Addiction studies alumna credits UAPB for success


Hurricane Katrina survivor and University of Arkansas at Pine Bluff graduate Melva Trask has endured tragedy and is experiencing triumph in her professional career as a community liaison for the Department of Community Corrections.

“I know what it means to start over,” Trask said. “To rebuild is the key to survival, the same key I’m determined to pass on as a substance abuse counselor.”

She graduated from UAPB in 2007 with a master’s degree in addiction studies, and it didn’t take long for her to make an impact in her area. As a substance abuse program leader/community liaison, she researches outside entities and incororates few supplemental additional services for her clients.

She credits her UAPB experience for her preparation and success.

Part of her requirements for the addiction studies degree included a 150-hour internship in a clinical setting and 150 hours at a prevention facility in the field of addiction medicine. Her clinical hours were completed at the Department of Community Correction Modified Therapeutic Facility in Pine Bluff and Prevention hours were performed at the Community Resource Agency. The Community Resource Agency hired Trask during her internship as program director of two programs where she was later promoted to prevention resource coordinator of five counties and eventually became the administrator of the Jefferson County Drug Prevention Coalition until the agency closed in November 2007.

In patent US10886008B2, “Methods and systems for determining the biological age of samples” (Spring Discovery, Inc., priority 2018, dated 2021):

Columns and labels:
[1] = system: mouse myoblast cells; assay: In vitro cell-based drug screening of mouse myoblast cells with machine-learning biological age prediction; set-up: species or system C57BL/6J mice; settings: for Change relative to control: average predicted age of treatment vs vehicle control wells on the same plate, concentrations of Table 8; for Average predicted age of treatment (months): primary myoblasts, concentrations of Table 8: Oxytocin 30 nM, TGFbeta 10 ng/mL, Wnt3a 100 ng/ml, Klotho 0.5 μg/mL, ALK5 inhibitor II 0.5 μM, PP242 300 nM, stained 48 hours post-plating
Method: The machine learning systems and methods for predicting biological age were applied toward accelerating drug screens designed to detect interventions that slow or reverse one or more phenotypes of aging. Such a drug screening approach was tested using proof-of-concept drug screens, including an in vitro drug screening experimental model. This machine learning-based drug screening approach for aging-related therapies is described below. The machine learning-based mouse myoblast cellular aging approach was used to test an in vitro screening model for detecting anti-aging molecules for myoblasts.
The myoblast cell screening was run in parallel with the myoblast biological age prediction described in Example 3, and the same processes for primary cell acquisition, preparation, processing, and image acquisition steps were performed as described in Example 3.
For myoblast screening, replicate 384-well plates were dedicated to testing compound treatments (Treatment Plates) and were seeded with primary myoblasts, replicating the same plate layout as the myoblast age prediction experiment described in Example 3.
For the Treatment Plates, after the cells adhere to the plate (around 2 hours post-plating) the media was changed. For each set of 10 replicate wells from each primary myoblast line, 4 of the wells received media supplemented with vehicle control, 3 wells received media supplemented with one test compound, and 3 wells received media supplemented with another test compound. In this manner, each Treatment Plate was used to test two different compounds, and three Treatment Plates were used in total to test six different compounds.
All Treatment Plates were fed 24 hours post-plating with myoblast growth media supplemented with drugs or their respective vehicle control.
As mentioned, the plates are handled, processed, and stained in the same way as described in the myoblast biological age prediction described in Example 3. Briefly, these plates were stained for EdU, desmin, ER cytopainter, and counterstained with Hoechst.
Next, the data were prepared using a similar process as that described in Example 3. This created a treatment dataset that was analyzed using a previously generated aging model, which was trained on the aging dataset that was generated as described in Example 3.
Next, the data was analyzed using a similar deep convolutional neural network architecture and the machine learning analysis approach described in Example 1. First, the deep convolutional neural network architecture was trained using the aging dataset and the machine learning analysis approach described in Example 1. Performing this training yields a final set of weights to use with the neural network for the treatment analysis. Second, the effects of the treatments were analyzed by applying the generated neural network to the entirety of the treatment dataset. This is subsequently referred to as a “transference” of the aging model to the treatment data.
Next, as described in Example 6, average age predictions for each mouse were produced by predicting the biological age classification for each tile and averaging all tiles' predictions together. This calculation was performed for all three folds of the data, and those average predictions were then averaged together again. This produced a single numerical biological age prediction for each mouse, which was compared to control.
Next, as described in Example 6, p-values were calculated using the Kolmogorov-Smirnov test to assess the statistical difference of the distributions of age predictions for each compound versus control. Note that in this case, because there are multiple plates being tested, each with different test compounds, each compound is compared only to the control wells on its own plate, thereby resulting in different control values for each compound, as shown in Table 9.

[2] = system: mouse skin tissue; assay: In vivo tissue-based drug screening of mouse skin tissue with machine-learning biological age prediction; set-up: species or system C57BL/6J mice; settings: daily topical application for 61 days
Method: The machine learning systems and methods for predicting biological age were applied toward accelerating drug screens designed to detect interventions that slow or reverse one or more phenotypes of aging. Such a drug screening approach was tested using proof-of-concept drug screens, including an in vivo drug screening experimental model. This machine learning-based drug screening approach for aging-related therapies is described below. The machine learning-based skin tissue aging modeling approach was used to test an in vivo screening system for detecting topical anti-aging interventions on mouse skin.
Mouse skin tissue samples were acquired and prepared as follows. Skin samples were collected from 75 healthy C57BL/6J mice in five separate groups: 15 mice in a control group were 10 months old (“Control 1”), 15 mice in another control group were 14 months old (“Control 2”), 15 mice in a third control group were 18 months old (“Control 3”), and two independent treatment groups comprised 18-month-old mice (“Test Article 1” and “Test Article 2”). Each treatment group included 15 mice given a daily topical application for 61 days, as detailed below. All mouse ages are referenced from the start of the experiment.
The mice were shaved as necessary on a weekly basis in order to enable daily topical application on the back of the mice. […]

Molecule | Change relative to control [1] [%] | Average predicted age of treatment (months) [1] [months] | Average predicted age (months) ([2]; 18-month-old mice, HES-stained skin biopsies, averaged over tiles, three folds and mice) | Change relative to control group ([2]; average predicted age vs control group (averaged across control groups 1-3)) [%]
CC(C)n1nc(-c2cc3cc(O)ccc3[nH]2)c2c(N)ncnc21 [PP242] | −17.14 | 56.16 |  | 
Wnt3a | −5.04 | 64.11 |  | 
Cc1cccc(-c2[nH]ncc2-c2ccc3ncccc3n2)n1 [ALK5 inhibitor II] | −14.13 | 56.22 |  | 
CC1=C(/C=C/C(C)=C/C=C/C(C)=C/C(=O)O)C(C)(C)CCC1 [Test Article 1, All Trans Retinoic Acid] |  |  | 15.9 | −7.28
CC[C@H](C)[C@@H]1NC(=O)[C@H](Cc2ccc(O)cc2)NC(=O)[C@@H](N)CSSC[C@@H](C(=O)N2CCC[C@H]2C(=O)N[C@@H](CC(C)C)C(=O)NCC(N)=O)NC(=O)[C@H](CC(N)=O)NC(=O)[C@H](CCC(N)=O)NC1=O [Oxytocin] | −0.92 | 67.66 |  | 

A 2013 recipient of the Treatment Person Of the Year Award from the Department of Community Correction, Trask has been with Department of Community Correction Southeast Center Unit Eight for the past three years. The unit is a tertiary phase of the Modified Therapeutic Community, also known as the “going home unit,” where the focus is to prepare clients for life in the real world.

“The combination of time, experience and education given to me by the UAPB professors and my fellow co-workers at DCC has furnished me with the tools needed to rebuild broken spirits and damaged lives … including my own,” she said.